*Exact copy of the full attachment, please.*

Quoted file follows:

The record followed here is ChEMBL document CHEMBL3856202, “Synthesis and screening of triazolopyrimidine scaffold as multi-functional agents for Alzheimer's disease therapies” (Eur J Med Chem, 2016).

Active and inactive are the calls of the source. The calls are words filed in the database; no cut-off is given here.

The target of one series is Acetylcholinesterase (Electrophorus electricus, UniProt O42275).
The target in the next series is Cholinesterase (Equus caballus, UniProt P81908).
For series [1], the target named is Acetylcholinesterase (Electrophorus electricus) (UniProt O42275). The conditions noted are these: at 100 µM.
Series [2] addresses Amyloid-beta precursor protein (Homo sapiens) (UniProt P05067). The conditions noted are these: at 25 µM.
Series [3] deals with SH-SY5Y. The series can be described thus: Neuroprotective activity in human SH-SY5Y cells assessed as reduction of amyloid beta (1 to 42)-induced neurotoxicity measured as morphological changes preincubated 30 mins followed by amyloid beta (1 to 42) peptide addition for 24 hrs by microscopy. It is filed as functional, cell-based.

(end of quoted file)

The record followed here is ChEMBL document CHEMBL3856202, “Synthesis and screening of triazolopyrimidine scaffold as multi-functional agents for Alzheimer's disease therapies” (Eur J Med Chem, 2016).

Active and inactive are the calls of the source. The calls are words filed in the database; no cut-off is given here.

The target of one series is Acetylcholinesterase (Electrophorus electricus, UniProt O42275).
The target in the next series is Cholinesterase (Equus caballus, UniProt P81908).
For series [1], the target named is Acetylcholinesterase (Electrophorus electricus) (UniProt O42275). The conditions noted are these: at 100 µM.
Series [2] addresses Amyloid-beta precursor protein (Homo sapiens) (UniProt P05067). The conditions noted are these: at 25 µM.
Series [3] deals with SH-SY5Y. The series can be described thus: Neuroprotective activity in human SH-SY5Y cells assessed as reduction of amyloid beta (1 to 42)-induced neurotoxicity measured as morphological changes preincubated 30 mins followed by amyloid beta (1 to 42) peptide addition for 24 hrs by microscopy. It is filed as functional, cell-based.